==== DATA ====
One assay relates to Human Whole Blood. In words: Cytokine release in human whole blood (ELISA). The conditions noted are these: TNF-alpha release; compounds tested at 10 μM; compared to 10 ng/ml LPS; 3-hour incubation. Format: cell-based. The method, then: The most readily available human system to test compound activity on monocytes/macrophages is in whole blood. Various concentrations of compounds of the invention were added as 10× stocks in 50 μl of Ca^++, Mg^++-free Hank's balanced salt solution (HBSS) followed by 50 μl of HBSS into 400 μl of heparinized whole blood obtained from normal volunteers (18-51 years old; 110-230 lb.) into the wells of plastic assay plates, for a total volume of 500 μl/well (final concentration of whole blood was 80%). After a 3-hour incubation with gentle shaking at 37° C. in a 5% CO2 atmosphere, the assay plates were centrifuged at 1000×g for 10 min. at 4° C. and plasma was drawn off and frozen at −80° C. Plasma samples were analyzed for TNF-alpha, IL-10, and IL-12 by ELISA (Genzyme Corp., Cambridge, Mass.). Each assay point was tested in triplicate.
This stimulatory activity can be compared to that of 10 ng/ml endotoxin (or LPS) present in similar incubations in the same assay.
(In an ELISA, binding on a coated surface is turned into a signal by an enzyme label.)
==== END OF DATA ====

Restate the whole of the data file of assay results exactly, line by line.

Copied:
One assay relates to Human Whole Blood. In words: Cytokine release in human whole blood (ELISA). The conditions noted are these: TNF-alpha release; compounds tested at 10 μM; compared to 10 ng/ml LPS; 3-hour incubation. Format: cell-based. The method, then: The most readily available human system to test compound activity on monocytes/macrophages is in whole blood. Various concentrations of compounds of the invention were added as 10× stocks in 50 μl of Ca^++, Mg^++-free Hank's balanced salt solution (HBSS) followed by 50 μl of HBSS into 400 μl of heparinized whole blood obtained from normal volunteers (18-51 years old; 110-230 lb.) into the wells of plastic assay plates, for a total volume of 500 μl/well (final concentration of whole blood was 80%). After a 3-hour incubation with gentle shaking at 37° C. in a 5% CO2 atmosphere, the assay plates were centrifuged at 1000×g for 10 min. at 4° C. and plasma was drawn off and frozen at −80° C. Plasma samples were analyzed for TNF-alpha, IL-10, and IL-12 by ELISA (Genzyme Corp., Cambridge, Mass.). Each assay point was tested in triplicate.
This stimulatory activity can be compared to that of 10 ng/ml endotoxin (or LPS) present in similar incubations in the same assay.
(In an ELISA, binding on a coated surface is turned into a signal by an enzyme label.)